· Kohlrabi: a bulb veggie growing above ground. Often green, kohlrabi is also sometimes white or purple. Although its many leaf stems give it an oddish look, it’s actually quite tasty and can be eaten either raw or cooked. Try the bulb coarsely shredded in salads, for example, and toss the leaves into stir fries...
· Komatsuna: a leafy vegetable with a flavor resembling mustard greens; used in salads or Asian stir fry dishes.
· Kuka leaves: young, fresh baobab leaves; similar to spinach and eaten in similar ways—i.e., raw or cooked. Sometimes these leaves are dried and ground into a powder to add to soups and stews for thickening.
· Lagos bologi: leafy plant grown in West Africa, South Asia, Southeast Asia, and warmer parts of North America and South America. Rather like spinach…
· Land cress: also known as American cress, bank cress, Belle Isle cress, Bermuda cress, early yellowrocket, early wintercress, scurvy cress, and upland cress; easier to cultivate than watercress.
· Melokhia: an Egyptian herb similar to spinach; often used in soups.
· Mizuna greens: a Japanese mustard green with jagged-edge green leaves and a peppery flavor; used in salads, stir-fries and soups.
· Mustard greens: quick to mature and easy to grow, this veggie is a cool-season crop popular for "greens" recipes and salads.
· New Zealand spinach: also known as (among other things) sea spinach, Botany Bay apinach, and Cook's Cabbage. Native to New Zealand, Australia, Japan, Chile, and Argentina this plant produces smaller and much-smoother leaves than traditional spinach. It can be eaten in similar ways, however; like traditional spinach, it contains oxalic acid.
· Orache: leafy vegetable with a salty, spinach-like taste; also called Red orach, Mountain spinach, or French spinach.
· Pak choy: see bok choy.
· Pea pods: Self-evident, right? Also a candidate for most any list of vegetables.
· Purslane: mild, chewy vegetable with a thick reddish stem; has a slight citrus flavor that's yummy in salads. **If gathering it wild, watch out for spurge, a poisonous creeping wild plant sometimes found near purslane. (Has a wiry stem that gives off a white, milky sap when you break it.)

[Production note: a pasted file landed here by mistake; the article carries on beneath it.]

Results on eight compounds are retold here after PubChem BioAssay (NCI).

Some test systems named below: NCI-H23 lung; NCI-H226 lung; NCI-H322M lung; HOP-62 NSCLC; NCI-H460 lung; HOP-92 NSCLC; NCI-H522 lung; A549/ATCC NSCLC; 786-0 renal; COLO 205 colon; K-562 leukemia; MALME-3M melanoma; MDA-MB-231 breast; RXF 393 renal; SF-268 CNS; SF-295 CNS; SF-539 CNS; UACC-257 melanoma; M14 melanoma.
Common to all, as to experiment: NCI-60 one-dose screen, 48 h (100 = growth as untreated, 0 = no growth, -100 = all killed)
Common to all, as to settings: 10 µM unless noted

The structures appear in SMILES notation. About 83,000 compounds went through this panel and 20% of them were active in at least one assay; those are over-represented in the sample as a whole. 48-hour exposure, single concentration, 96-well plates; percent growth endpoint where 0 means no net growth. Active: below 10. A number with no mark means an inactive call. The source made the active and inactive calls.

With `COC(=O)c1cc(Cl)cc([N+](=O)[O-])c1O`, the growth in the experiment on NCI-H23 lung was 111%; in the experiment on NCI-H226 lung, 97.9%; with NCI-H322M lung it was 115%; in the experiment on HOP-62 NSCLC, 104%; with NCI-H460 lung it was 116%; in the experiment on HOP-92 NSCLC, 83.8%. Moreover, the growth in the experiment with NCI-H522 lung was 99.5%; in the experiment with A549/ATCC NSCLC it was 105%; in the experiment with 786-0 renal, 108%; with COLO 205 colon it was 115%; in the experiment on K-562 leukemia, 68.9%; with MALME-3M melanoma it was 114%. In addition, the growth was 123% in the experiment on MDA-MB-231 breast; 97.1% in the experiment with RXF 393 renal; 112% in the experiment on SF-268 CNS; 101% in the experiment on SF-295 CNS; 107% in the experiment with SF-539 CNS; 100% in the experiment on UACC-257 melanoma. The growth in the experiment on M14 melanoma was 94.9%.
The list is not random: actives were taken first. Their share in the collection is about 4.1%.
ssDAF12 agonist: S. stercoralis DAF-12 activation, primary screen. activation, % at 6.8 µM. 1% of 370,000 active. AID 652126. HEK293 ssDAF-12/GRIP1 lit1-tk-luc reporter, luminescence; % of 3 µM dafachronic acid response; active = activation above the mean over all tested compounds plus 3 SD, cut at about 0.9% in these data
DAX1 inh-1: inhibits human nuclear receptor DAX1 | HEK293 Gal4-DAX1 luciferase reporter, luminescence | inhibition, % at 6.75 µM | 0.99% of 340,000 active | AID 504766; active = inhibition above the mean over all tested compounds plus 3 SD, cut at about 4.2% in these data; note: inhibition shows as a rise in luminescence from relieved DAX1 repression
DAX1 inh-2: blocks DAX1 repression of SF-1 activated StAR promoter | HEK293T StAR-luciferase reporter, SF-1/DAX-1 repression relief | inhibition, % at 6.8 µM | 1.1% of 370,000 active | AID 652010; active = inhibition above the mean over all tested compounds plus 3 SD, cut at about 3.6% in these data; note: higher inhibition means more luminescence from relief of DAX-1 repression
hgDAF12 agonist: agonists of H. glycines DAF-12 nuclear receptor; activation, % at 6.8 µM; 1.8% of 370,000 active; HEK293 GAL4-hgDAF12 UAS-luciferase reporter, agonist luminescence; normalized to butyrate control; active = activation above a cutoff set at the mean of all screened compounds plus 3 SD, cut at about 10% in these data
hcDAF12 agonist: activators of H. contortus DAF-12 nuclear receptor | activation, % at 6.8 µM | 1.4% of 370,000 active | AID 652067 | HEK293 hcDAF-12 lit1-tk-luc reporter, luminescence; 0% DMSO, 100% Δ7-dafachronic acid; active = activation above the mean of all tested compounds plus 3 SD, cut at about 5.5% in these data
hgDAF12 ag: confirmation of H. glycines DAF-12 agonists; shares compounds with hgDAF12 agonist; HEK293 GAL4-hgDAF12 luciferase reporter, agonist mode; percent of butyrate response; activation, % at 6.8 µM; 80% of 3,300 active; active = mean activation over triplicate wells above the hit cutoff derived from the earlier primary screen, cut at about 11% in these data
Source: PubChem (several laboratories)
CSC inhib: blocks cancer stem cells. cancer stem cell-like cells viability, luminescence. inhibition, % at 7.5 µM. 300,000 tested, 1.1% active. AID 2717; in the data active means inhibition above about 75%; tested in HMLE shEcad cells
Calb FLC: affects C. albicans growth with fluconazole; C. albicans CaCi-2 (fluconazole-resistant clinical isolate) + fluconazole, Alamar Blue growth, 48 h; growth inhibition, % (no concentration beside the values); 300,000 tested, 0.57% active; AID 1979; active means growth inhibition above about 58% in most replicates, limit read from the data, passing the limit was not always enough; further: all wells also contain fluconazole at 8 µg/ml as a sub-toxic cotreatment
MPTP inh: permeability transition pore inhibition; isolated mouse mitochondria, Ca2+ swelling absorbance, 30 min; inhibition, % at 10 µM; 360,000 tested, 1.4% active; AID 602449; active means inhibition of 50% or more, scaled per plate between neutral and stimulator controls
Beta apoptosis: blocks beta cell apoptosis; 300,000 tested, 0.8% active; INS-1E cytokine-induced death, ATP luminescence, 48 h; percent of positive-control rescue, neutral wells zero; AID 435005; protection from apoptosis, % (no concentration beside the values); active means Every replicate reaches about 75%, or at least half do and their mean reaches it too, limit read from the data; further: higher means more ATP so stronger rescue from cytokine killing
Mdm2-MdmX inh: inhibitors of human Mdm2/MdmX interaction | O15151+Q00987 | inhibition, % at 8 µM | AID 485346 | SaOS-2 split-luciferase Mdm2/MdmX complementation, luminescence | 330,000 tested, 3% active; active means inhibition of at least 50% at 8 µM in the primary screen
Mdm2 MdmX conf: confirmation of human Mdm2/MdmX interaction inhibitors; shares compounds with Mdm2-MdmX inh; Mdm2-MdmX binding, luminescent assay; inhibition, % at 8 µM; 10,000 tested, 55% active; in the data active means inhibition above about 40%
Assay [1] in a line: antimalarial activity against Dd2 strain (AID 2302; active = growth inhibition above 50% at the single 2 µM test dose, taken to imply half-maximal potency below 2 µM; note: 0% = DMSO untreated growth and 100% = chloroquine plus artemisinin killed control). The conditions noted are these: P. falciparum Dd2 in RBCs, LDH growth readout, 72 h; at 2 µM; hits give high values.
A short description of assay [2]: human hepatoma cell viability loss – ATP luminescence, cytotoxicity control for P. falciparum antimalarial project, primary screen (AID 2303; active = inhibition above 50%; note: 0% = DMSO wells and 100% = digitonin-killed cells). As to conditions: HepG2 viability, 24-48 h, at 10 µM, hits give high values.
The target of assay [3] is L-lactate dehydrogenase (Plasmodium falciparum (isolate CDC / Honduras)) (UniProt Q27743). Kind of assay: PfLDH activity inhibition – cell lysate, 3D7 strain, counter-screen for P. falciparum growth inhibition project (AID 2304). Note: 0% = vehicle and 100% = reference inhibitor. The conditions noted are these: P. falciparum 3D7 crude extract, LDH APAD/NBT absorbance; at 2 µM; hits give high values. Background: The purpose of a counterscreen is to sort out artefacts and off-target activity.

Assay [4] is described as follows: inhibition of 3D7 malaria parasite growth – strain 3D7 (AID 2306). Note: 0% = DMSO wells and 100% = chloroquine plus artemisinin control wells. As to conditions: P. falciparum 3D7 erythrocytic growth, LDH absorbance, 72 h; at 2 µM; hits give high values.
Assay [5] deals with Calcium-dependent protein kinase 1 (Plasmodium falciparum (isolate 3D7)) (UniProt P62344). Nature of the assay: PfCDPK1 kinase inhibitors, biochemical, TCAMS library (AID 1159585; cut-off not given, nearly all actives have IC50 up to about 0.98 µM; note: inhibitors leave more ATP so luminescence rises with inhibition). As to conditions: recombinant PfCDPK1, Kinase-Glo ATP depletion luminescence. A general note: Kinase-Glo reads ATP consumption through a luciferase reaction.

· Radicchio: Not green (reddish-purple), but leafy; keeps amazingly well!
· Rapini: a green veggie with spiked leaves surrounding a green bud that looks much like a small head of broccoli. Often, there are small yellow flowers blooming from the buds, which are edible. Flavor said to be nutty, sometimes bitter and pungent, and often delicious.
· Samphire: long, fleshy, bright-green, shining leaflets (full of aromatic juice); long used as a condiment and pickle, or as a salad ingredient.
· Sea beet: grows wild along some shores in Great Britain; often known as wild spinach, its leaves have a pleasant texture and taste when served raw or cooked.
· Seakale: a member of the cabbage family, it is a perennial grown for its blanched young shoots.
· Sierra Leone bologi: shade-tolerant perennial vine growing particularly in Sierra Leone; has spinach-like leaves that are often eaten steamed. Click to see a photo of Sierra Leone bologi.
· Soko: broadleaf vegetable of the Amaranth family; a popular veggie in Nigeria, where they call it soko yokoto
· Sorrel: leafy garden herb with a sourish flavor; often used in soups, salads, and sauces. Apparently, it has a laxative effect, so…
· Sprouts: alfalfa, broccoli, clover, sunflower...
· Swiss chard
· Tatsoi: also called spinach mustard, spoon mustard, or rosette bok choy; has a soft creamy texture and a subtle yet distinctive flavor. Withstands temperatures down to –10°C (15°F) and can be harvested even from under the snow(!) (from Wikipedia)
· Turnip greens
· Water spinach: green plant with very narrow leaves and light-green stalks; often used in Chinese cuisine.
· Yarrow: mostly known for blossoms, its young leaves can be eaten either lightly cooked or in salads. BUT it is said that extended use of this plant, either medicinally or in the diet, can cause allergic skin rashes or lead to photosensitivity in some people. So maybe give this one a miss unless you love taking risks.